Mineral evolution and Earth history

American Mineralogist
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Abstract

The field of mineral evolution—a merger of mineralogy and Earth history—coalesced in 2008 with the first of several global syntheses by Robert Hazen and coworkers in the American Mineralogist. They showed that the cumulative abundance of mineral species has a stepwise trend with first appearances tied to various transitions in Earth history such as the end of planetary accretion at ca. 4.55 Ga and the onset of bio-mediated mineralogy at ca. >2.5 Ga. A global age distribution is best established for zircon. Observed abundance of zircon fluctuates through more than an order of magnitude during successive supercontinent cycles. The pulse of the Earth is also recorded, albeit imperfectly, by the 87Sr/86Sr composition of marine biogenic calcite; the Sr-isotopic ratio of this mineral reflects the balance of inputs of primitive strontium at mid-ocean ridges and evolved strontium that drains off the continents. A global mineral evolution database, currently in the works, will greatly facilitate the compilation and analysis of extant data and the expansion of research in mineralogy outside its traditional bounds and into more interdisciplinary realms.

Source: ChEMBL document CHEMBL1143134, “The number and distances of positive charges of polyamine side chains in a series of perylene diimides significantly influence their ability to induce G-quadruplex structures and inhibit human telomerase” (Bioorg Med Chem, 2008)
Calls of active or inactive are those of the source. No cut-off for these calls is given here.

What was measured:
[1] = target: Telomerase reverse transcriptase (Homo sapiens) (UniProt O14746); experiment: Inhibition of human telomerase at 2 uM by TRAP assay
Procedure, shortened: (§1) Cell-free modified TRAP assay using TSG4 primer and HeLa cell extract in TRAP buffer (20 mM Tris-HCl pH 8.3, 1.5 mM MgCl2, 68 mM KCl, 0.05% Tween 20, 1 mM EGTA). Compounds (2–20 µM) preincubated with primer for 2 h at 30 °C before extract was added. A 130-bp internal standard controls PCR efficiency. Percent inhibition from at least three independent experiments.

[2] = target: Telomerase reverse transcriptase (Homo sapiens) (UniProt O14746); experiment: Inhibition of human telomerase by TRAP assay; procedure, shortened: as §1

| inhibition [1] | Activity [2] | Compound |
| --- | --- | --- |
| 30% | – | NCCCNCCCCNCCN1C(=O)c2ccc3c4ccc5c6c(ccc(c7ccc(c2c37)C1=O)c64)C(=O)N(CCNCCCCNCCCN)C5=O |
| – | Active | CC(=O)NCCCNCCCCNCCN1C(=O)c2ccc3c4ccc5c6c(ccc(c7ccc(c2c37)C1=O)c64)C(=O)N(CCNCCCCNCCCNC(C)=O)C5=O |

Additional publication details

Publication type Article
Publication Subtype Journal Article
Title Mineral evolution and Earth history
Series title American Mineralogist
DOI 10.2138/am-2015-5101
Volume 100
Issue 1
Year Published 2015
Language English
Publisher Mineralogical Society of America
Contributing office(s) Alaska Science Center Geology Minerals
Description 2 p.
First page 4
Last page 5
Other Geospatial Earth
Online Only (Y/N) N
Additional Online Files (Y/N) N